Next, what are the medications that I can use to block
gastric acid so I have less gastric acid in my stomach?
Well I give medications called H2 antagonist.
Remember, I'm gonna give
medications that will act
kind of like substances are in my body,
they will fit right into that receptor.
Remember, the purpose of H2 receptor
is to increase gastric acid secretions.
So if I give a medication that's an H2 antagonist,
that means it's uniquely fitted to...
lock right into that receptor and so
it will block the production of acid.
That's why H2 antagonist help you have
less gastric acid in your stomach.
So by blocking the histamine-2
receptors in your stomach lining
or in the parietal cells, I'll have less acid.
Now these used to be only by prescription,
now they're over the counter.
You can get them again at any
drugstore in your neighborhood.
It will supress gastric acid secretion
but it's not the most effective.
It's better that an antacid but it's not
as good as a proton pump inhibitor.
Now you see the drug names at the bottom of
your screen, look what they all have in common.
The last letters of them,
Cimetidine, ranitidine, famotidine, so there's
a good clue for you. Underline that i-d-i-n-e.
So that's a good way for you to kinda link those medications
together to remember that they're H2 antagonists.
So kind of walk through this with me again,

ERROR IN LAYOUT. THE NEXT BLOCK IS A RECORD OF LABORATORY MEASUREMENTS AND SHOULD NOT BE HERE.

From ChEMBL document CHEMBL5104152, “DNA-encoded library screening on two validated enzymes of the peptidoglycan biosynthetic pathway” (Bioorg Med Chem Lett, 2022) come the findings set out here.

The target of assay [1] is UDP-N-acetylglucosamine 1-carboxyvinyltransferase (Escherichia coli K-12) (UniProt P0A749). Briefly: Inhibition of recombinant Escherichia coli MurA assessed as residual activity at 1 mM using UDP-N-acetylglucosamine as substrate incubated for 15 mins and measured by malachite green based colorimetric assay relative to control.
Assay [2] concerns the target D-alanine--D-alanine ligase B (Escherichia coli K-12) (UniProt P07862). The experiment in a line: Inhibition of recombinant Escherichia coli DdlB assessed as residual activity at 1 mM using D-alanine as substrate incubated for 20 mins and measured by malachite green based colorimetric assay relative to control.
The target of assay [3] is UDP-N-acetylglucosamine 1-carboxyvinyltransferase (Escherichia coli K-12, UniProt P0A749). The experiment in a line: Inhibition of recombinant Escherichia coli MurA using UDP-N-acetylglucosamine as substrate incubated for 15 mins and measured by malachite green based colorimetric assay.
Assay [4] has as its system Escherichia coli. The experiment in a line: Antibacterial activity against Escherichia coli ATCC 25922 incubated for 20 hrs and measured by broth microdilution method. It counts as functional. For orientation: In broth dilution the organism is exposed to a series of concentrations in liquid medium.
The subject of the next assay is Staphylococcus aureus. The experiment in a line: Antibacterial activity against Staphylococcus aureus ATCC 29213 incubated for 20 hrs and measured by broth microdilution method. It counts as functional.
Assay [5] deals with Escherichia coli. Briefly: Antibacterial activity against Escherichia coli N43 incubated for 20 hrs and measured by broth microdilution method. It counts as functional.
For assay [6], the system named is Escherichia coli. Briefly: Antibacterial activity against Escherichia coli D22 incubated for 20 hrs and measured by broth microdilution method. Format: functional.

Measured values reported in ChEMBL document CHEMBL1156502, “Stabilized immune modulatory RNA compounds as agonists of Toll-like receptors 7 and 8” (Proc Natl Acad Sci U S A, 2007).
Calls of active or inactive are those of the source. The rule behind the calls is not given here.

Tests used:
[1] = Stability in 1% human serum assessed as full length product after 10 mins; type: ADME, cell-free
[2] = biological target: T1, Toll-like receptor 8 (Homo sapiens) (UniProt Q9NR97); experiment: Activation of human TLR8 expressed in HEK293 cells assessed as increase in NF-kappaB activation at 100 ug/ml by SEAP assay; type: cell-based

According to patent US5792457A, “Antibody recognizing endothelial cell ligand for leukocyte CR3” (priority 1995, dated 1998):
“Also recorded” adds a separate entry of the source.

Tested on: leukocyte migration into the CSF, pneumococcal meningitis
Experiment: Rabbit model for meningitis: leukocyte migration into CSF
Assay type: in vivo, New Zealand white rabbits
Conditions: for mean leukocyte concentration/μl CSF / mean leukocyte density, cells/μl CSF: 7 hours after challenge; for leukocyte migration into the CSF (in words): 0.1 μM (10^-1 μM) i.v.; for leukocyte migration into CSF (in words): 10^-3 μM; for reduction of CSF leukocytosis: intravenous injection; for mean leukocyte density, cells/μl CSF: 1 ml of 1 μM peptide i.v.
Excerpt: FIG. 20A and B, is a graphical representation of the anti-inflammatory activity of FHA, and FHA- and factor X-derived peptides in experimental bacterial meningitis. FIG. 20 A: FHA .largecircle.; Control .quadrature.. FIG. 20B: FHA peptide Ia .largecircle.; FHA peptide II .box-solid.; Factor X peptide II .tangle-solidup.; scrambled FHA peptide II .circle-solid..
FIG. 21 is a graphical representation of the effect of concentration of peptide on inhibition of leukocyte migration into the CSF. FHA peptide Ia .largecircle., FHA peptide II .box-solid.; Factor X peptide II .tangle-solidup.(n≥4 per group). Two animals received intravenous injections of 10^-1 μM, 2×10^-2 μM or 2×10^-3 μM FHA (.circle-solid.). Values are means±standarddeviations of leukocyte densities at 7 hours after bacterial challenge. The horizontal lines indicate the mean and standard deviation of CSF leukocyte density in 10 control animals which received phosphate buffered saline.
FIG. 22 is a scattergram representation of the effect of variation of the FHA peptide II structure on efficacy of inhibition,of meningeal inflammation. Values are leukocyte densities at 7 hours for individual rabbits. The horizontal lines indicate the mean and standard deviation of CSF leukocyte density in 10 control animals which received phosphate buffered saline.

how do H2 antagonist work?
You're gonna end up with less acid secretions because
they block those H2 receptors in your stomach lining.
Cool, and you can get those anywhere -
you may know them as Zantac or Tagamet
but these are their generic names
that you see on the screen.
Now, I know you can get them over the
counter but a lot of people don't know
that they can cause some really unusual,
let's say, memorable side effects.
So if you're a guy watching this video, I'm just
warning you, this is gonna be a little graphic.
Because cimetidine in particular
can bind to androgen receptors
and it's gonna give you some
very unwanted side effects.
Gynecomastia is a development of breast tissue and
in men, most people are not really looking for that.
It also can decrease your libido, your
interest in sex and possibly even impotence.
So this will be something that likely stands out for
all of us on this drug but I want you to remember,
cimetidine can bind to these androgen
receptors in addition to the H2
and you can have some really,
really unwanted side effects.
Now if you have renal or hepatic problems,
If the patient already has kidneys that
are kind of struggling - that's renal
or hepatic problems - that's your liver,
you want to watch for CNS effects
If somebody is taking an H2 antagonist and
they start to show you some CNS effects
like they can't remember where they put things, they
seem a little confused or they're kind of lethargic.
Those are signs of CNS problems.
That's across the board.
Whenever you're taking care of a patient and they seem
to be confused, they're not acting like themselves,
they seem sleepy or more lethargic, that means
they're having a negative neurological effect.
Now if you have renal or liver problems and you're taking
an H2 antagonist, you're actually at risk for that.
So when you're taking test